A visceral adrenaline rush as a character study of Mark Zuckerberg.
David Fincher's sublime contemporary biopic about Facebook's founder Mark Zuckerberg, The Social Network (2010), is a fast paced kinetic film that ousts Zuckerberg as a thief, scumbag, and jerk. After everything we have heard Zuckerberg doing with Facebook, The Social Network is all the more telling and relevant.
Fincher's direction is peerless without any fat or frills. It's brutally honest and stark with a modern energy not often seen in biopics. Aaron Sorkin's writing is blunt, wordy, and direct. Trent Reznor and Atticus Ross' score is pounding, refreshing, and original. It complements The Social Network's new dynamic, engaging the audience with thrilling songs while they learn to loathe Mark Zuckerberg.
The Social Network is not slander, but more so a revealing character study of a man with no morals, ethics, or conscious. It's all about his arrogance, cruelty, negligence, and vindictive personality. It feels more accurate every year and with each new anecdote we learn about Zuckerberg.
Jesse Eisenberg as Mark Zuckerberg is the role he was born to play. His fast talking verbal vomit of the mouth is difficult to listen to, but also exhilarating in his portrayal. He captures the lonely loser and traitorous business visionary desperate for the world's approval. The Social Network not only depicts Zuckerberg as a soulless monster, but Eisenberg embodies his failure as a human being. Zuckerberg is not a good man and Eisenberg perfectly reaches peak wretch in The Social Network.
Andrew Garfield is phenomenal as Zuckerberg's once and only friend slash co-founder of Facebook: Eduardo Saverin. He delivers an earnest persona that makes you empathize with his pain and the betrayal he must have felt over Facebook and Zuckerberg. The Social Network is a condemnation of Zuckerberg, while a redemption story for Saverin.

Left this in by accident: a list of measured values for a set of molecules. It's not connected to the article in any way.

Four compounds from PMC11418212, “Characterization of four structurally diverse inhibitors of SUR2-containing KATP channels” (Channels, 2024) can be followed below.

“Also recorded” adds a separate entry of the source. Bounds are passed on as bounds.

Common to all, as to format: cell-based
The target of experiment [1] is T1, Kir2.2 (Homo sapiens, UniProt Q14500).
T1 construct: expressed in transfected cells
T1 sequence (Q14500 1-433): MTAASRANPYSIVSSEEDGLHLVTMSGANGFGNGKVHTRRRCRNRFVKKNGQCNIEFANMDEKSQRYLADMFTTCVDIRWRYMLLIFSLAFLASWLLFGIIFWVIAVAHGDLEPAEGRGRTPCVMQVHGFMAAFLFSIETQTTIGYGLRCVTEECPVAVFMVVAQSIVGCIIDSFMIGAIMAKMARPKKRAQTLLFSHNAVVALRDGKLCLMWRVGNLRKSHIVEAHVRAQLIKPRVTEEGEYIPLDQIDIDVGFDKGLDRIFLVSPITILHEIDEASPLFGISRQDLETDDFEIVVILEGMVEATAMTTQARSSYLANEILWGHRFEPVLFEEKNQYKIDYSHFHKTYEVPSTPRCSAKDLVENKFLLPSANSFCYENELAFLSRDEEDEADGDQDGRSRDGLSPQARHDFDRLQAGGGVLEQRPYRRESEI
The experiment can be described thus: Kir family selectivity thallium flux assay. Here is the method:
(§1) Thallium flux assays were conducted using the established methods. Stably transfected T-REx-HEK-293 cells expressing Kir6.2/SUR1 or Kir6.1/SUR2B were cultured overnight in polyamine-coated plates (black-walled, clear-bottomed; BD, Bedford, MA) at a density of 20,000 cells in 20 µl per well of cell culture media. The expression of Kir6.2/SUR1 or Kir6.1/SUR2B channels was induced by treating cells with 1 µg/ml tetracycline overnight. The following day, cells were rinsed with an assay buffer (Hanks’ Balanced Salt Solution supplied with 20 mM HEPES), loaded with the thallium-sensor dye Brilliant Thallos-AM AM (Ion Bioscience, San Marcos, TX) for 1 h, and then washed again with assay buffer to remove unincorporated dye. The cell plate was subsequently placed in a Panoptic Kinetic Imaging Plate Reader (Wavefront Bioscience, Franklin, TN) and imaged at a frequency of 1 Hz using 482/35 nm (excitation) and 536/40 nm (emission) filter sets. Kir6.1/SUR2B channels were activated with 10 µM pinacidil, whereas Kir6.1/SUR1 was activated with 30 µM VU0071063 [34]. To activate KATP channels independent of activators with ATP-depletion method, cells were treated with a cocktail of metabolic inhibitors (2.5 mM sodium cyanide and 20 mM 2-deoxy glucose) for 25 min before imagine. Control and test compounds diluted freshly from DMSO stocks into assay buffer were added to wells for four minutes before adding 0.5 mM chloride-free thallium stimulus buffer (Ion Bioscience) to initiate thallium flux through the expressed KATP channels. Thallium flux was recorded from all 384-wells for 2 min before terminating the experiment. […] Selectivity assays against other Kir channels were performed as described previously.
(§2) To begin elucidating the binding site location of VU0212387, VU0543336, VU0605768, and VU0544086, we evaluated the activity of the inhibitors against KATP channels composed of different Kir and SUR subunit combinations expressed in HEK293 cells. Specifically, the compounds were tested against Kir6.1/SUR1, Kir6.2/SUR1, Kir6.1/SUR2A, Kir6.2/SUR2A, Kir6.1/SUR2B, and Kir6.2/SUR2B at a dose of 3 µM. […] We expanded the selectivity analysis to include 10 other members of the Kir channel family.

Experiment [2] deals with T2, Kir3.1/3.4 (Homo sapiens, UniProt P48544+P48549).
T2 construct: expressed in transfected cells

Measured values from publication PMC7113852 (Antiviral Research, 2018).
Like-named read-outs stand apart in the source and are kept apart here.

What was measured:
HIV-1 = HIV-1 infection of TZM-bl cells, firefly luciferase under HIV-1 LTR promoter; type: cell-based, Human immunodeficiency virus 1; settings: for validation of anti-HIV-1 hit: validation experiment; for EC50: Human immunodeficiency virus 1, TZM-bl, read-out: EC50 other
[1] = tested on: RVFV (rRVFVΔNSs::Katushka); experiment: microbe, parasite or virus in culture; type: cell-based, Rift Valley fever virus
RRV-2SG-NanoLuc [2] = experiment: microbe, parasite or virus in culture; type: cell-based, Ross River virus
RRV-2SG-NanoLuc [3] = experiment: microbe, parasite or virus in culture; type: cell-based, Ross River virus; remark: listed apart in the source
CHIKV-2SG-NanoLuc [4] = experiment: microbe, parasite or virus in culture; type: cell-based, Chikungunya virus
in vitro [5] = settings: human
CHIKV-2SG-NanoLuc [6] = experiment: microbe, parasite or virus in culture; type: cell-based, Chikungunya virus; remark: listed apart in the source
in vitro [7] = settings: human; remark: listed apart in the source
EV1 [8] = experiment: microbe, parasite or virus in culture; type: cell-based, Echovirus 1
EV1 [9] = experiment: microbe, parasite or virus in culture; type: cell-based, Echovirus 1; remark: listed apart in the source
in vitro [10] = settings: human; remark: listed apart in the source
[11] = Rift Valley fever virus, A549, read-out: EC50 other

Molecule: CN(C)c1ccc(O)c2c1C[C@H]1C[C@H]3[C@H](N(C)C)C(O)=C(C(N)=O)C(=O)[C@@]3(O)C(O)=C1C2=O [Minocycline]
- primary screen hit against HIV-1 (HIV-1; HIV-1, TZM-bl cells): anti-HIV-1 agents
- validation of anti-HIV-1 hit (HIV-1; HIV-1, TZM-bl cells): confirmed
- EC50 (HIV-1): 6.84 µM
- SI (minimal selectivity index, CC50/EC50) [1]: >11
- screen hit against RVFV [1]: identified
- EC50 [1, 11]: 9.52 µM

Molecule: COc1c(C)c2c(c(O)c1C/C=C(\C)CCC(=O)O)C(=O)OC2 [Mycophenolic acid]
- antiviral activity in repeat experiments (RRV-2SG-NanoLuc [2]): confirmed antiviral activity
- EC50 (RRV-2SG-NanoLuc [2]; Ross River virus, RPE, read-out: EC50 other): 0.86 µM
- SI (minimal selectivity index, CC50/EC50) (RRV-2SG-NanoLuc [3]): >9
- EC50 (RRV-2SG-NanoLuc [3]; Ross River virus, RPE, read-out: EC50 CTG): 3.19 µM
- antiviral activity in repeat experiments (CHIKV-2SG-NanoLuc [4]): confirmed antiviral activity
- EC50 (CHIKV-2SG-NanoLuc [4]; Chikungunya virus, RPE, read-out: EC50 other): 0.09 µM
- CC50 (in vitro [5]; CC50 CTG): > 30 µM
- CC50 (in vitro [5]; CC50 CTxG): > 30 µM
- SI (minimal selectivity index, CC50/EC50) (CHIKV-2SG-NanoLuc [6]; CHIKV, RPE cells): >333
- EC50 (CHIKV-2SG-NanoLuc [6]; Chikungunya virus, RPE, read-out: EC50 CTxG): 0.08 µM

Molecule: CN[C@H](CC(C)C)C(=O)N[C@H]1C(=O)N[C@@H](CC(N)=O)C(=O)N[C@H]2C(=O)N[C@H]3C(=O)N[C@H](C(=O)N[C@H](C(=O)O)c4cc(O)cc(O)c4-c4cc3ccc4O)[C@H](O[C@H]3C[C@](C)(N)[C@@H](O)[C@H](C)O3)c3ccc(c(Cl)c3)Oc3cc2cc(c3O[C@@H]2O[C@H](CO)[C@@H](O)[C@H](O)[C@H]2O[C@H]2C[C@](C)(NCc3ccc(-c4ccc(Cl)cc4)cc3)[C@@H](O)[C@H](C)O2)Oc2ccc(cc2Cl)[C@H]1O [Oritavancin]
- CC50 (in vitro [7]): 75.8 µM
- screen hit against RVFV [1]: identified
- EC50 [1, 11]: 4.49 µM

Justin Timberlake is excellent as the manic backstabber Sean Parker, founder of Napster and eventual president of Facebook. Timberlake captures the essence of a man with nothing to lose and no talent except for suggesting ideas to better men. Timberlake could have had a career as a dramatic actor, but chose mediocrity instead. At least Fincher got greatness from Timberlake for The Social Network.
I liked the early cameo role from Dakota Johnson. Likewise, Rooney Mara is brilliant in The Social Network. She only gets a few lines, but they are the most memorable and biting critiques of Mark Zuckerberg to this day. You just have to see her performance in The Social Network.
Lastly, Armie Hammer is outstanding as Cameron and Tyler Winklevoss. His stern Harvard fraternity caricature is fascinating and entertaining. Hammer makes his presence known and really delivered a strong dual performance.
In short, The Social Network is going to be looked back at for its scathing depiction of Mark Zuckerberg, Eisenberg's inspired acting, Fincher's sleek direction, and Trent Reznor's wild score. The Social Network is like cocaine rushing through you directly hitting your senses.